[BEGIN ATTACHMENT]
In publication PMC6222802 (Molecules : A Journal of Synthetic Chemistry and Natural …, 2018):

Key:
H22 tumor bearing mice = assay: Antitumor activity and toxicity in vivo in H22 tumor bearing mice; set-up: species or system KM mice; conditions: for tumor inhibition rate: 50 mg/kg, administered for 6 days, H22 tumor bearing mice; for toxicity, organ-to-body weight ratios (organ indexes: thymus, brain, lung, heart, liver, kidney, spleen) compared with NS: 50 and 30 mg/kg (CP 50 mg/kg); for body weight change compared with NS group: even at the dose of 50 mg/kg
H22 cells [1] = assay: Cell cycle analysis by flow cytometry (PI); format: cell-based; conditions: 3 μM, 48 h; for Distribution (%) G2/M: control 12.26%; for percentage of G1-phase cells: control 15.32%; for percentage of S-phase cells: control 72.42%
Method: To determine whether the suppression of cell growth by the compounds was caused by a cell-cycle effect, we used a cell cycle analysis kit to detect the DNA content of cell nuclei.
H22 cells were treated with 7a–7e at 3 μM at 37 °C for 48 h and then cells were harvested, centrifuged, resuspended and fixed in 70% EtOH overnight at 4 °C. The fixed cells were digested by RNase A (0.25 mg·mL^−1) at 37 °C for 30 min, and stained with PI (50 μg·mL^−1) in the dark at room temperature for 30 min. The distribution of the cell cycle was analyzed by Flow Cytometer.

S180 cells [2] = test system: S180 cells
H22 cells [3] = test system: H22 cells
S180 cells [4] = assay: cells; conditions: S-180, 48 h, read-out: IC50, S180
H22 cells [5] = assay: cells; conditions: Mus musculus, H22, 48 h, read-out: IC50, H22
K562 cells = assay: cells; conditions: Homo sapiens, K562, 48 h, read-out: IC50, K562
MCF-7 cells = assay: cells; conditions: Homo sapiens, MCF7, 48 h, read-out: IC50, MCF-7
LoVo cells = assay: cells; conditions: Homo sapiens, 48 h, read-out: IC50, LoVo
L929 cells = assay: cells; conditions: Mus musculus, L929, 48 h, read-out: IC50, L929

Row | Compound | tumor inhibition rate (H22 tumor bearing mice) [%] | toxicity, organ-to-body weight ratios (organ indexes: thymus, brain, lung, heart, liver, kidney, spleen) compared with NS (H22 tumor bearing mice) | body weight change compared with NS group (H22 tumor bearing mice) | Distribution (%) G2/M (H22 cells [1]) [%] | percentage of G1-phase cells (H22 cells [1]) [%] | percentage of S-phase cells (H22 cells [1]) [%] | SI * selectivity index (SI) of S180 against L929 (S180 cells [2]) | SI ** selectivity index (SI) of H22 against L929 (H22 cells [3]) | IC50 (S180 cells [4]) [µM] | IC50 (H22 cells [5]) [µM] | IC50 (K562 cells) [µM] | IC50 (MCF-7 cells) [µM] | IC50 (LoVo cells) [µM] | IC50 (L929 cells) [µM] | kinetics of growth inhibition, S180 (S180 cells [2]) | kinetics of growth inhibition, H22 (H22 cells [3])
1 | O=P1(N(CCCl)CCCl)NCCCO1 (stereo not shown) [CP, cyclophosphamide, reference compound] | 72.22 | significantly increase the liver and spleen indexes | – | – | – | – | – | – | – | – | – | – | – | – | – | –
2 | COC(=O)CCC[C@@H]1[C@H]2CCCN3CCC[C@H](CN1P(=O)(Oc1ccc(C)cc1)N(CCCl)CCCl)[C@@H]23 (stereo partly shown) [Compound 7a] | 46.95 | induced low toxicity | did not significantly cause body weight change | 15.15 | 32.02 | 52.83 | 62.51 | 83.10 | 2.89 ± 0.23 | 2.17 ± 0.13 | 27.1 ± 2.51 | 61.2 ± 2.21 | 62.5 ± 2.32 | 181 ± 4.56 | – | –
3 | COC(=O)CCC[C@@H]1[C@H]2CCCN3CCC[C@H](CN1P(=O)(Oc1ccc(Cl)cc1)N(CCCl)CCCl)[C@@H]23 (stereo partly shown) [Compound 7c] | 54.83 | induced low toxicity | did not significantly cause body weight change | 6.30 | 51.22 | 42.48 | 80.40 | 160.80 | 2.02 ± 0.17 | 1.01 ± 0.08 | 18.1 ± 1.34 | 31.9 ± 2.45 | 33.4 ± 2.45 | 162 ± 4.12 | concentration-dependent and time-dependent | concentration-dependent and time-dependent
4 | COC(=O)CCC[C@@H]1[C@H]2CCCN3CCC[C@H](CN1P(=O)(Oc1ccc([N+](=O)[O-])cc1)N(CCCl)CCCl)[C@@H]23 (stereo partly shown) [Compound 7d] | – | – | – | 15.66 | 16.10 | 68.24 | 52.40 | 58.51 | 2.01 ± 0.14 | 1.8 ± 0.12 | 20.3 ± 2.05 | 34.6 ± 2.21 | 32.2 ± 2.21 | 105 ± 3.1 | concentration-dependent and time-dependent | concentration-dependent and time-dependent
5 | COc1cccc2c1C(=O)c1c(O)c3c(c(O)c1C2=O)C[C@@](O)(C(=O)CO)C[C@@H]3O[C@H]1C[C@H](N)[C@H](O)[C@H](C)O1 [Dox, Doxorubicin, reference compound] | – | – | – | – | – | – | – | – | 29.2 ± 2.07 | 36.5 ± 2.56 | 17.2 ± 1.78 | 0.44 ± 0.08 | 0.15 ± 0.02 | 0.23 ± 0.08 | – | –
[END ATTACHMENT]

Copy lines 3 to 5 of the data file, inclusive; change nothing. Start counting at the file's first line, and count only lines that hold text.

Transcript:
H22 tumor bearing mice = assay: Antitumor activity and toxicity in vivo in H22 tumor bearing mice; set-up: species or system KM mice; conditions: for tumor inhibition rate: 50 mg/kg, administered for 6 days, H22 tumor bearing mice; for toxicity, organ-to-body weight ratios (organ indexes: thymus, brain, lung, heart, liver, kidney, spleen) compared with NS: 50 and 30 mg/kg (CP 50 mg/kg); for body weight change compared with NS group: even at the dose of 50 mg/kg
H22 cells [1] = assay: Cell cycle analysis by flow cytometry (PI); format: cell-based; conditions: 3 μM, 48 h; for Distribution (%) G2/M: control 12.26%; for percentage of G1-phase cells: control 15.32%; for percentage of S-phase cells: control 72.42%
Method: To determine whether the suppression of cell growth by the compounds was caused by a cell-cycle effect, we used a cell cycle analysis kit to detect the DNA content of cell nuclei.